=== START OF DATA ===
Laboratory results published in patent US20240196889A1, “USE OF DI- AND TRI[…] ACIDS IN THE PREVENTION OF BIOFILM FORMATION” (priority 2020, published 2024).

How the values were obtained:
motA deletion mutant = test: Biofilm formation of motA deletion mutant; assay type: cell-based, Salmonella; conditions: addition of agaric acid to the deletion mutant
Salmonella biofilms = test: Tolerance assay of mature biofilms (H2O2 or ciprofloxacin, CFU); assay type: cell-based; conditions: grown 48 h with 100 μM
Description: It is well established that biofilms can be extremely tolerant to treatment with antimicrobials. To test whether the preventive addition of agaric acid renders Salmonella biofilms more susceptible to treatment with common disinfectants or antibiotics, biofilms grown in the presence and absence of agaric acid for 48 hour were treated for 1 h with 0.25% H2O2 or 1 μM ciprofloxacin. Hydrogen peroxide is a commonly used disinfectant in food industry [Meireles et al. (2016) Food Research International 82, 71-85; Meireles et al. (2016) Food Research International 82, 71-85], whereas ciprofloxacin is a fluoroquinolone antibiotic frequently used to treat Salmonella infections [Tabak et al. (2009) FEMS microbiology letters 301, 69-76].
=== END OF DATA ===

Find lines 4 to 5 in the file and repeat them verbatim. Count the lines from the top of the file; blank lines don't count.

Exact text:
Salmonella biofilms = test: Tolerance assay of mature biofilms (H2O2 or ciprofloxacin, CFU); assay type: cell-based; conditions: grown 48 h with 100 μM
Description: It is well established that biofilms can be extremely tolerant to treatment with antimicrobials. To test whether the preventive addition of agaric acid renders Salmonella biofilms more susceptible to treatment with common disinfectants or antibiotics, biofilms grown in the presence and absence of agaric acid for 48 hour were treated for 1 h with 0.25% H2O2 or 1 μM ciprofloxacin. Hydrogen peroxide is a commonly used disinfectant in food industry [Meireles et al. (2016) Food Research International 82, 71-85; Meireles et al. (2016) Food Research International 82, 71-85], whereas ciprofloxacin is a fluoroquinolone antibiotic frequently used to treat Salmonella infections [Tabak et al. (2009) FEMS microbiology letters 301, 69-76].